This could change soon, when an emergency bill making its way through the U.S. Office of Management and Budget becomes law. Under this legislation, providers could potentially receive compensation for telehealth services. The emergency bill would also permit home health agencies to assess patients remotely, which would grant beneficiaries a way to receive care without increasing the risk of the virus to themselves or those providing the care. For patients who don’t have internet access, virtual visits from healthcare workers could be conducted over the phone.
Federal telehealth oversight relaxes during COVID-19 threat
As with all aspects of medical care, the privacy and security of health information is highly regulated by the federal government. Privacy regulations fall under the Health Insurance Portability and Accountability Act of 1996 (HIPAA).
Recently, the Office for Civil Rights (OCR) at the Department of Health and Human Services, which is responsible for enforcing these regulations, announced that they would relax enforcement during the COVID-19 health emergency. The announcement stated that covered health providers governed by the HIPAA rules may speak to patients and render services through technologies that facilitate remote communications. Some of the technologies and the means with which they are used may not be in full compliance of HIPAA rules. Nonetheless, effective March 30, OCR won’t impose penalties against non-compliant healthcare providers offering telehealth.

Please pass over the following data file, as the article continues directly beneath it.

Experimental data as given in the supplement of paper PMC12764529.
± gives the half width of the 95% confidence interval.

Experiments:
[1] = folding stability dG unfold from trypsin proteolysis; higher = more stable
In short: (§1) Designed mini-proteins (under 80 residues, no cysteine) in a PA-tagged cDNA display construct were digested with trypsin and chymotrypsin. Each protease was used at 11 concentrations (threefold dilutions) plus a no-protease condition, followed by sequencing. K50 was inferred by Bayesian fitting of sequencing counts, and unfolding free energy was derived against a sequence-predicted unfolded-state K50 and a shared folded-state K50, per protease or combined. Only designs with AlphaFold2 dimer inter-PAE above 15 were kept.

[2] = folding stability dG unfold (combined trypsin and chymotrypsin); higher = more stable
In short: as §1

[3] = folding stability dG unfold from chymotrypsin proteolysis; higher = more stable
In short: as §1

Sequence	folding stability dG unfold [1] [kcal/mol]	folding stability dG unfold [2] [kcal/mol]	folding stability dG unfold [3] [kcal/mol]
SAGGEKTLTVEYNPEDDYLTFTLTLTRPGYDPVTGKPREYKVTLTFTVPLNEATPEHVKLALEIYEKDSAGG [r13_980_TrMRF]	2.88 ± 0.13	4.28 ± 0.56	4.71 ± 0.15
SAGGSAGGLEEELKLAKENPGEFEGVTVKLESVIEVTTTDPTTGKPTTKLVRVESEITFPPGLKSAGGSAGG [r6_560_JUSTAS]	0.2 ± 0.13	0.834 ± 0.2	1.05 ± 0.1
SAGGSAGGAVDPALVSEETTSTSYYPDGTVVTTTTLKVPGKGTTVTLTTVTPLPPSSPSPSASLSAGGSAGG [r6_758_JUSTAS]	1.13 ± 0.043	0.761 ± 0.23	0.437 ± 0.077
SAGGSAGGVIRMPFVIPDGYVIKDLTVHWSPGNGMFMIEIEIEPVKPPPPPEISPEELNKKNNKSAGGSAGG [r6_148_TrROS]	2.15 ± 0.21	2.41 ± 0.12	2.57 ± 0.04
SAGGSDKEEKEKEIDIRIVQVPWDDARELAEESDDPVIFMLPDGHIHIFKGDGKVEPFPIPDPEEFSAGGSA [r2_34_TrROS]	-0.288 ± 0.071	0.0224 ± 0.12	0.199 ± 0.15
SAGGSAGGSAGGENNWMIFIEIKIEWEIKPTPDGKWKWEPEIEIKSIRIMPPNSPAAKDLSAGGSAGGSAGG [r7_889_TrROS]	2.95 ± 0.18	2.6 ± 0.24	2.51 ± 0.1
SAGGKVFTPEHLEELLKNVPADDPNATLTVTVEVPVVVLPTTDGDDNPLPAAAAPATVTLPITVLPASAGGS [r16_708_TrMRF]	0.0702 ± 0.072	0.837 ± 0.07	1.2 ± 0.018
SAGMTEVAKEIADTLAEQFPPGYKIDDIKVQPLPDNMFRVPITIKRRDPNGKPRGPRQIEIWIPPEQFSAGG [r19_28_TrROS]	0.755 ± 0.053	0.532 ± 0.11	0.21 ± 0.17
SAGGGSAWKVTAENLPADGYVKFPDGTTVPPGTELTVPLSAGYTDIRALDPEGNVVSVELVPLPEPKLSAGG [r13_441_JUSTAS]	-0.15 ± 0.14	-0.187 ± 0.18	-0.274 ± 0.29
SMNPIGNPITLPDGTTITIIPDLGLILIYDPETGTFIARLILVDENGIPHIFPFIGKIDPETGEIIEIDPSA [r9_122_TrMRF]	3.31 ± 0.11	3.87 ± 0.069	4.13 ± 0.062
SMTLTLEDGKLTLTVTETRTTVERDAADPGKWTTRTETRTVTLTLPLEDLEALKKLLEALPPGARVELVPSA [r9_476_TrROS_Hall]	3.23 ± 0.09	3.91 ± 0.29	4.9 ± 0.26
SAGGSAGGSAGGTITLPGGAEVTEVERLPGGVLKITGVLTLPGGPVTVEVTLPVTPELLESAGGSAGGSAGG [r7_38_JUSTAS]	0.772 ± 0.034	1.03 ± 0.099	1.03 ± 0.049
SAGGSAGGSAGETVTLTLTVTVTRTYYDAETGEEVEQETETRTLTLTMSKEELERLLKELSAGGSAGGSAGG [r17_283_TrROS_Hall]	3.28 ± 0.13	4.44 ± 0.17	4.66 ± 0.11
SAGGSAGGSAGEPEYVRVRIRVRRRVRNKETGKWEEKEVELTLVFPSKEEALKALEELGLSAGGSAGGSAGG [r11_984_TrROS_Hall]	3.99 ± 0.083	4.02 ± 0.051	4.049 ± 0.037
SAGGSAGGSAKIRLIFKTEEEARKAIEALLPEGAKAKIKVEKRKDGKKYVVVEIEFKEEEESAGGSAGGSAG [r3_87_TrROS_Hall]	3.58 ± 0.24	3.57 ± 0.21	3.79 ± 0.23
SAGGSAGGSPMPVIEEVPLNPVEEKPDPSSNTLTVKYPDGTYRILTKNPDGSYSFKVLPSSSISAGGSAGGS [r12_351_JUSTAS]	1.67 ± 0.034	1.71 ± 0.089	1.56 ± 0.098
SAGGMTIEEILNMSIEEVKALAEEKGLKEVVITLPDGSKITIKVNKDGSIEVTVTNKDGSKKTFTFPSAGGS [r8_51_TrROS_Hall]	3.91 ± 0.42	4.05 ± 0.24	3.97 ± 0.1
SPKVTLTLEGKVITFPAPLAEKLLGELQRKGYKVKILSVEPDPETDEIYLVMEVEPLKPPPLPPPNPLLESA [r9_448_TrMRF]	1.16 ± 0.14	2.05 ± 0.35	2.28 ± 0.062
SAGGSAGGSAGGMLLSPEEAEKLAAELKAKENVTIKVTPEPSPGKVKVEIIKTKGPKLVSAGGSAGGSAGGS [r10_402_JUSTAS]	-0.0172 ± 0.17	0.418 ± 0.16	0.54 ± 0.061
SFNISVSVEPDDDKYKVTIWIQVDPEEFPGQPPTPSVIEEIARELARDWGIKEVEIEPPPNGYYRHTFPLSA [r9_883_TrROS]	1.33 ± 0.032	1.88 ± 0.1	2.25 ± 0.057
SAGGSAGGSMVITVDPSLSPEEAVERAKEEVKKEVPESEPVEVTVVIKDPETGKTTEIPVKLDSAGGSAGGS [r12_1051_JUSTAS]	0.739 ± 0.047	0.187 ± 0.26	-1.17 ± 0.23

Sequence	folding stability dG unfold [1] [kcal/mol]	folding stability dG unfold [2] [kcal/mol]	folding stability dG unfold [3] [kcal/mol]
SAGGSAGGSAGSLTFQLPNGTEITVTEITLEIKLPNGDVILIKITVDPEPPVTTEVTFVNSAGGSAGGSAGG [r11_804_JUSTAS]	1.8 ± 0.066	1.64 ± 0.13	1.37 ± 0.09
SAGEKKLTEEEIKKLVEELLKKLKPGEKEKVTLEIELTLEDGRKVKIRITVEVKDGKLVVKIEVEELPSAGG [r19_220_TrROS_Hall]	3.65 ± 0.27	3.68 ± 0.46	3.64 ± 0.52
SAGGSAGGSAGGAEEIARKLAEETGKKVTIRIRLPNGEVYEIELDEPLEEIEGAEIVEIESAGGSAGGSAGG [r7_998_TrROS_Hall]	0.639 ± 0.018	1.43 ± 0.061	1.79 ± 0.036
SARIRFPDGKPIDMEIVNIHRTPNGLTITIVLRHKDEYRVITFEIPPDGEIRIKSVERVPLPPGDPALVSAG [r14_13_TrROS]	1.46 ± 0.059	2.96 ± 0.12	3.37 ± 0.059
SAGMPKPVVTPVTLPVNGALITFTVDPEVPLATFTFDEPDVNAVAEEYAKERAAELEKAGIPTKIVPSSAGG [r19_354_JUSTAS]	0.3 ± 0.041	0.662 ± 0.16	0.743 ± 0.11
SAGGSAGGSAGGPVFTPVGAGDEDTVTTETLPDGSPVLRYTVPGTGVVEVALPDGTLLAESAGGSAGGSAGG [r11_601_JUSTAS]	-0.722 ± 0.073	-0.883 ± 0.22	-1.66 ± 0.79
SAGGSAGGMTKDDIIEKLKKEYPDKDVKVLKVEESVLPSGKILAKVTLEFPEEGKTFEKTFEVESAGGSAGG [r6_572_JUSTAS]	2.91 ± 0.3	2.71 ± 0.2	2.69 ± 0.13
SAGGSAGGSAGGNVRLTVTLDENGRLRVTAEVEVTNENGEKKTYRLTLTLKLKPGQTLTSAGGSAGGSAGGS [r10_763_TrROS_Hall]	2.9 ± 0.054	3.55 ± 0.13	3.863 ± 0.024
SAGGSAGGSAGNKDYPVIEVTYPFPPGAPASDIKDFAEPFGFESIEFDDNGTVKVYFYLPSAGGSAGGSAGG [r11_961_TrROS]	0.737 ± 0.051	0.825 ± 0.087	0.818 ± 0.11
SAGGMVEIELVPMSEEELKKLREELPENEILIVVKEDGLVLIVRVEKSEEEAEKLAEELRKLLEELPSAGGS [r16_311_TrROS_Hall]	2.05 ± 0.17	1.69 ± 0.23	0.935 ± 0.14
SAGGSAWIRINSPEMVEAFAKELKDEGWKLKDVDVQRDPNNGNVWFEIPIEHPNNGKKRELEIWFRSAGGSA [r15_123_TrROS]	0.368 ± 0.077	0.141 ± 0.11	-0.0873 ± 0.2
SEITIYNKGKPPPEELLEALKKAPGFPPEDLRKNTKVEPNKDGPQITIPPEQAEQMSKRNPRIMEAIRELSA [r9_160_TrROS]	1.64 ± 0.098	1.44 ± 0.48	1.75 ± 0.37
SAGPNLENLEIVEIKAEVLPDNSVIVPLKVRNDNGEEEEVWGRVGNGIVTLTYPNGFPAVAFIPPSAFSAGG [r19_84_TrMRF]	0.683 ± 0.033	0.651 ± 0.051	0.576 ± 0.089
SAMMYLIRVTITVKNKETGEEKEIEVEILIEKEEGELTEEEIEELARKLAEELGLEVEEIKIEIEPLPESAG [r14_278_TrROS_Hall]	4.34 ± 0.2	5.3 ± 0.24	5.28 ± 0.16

Specifically, healthcare providers who use video or audio communication technology for telehealth services are now allowed to use any non-public facing remote device that is available to speak to patients. The relaxation of the OCR’s rule enforcement applies to telehealth services offered for any medical issue, even those unrelated to COVID-19.
To illustrate how this would work, healthcare providers might examine patients with COVID-19 symptoms through use of a video chat. This would permit providers to assess more patients while eliminating the risk of infection from in-person consultations.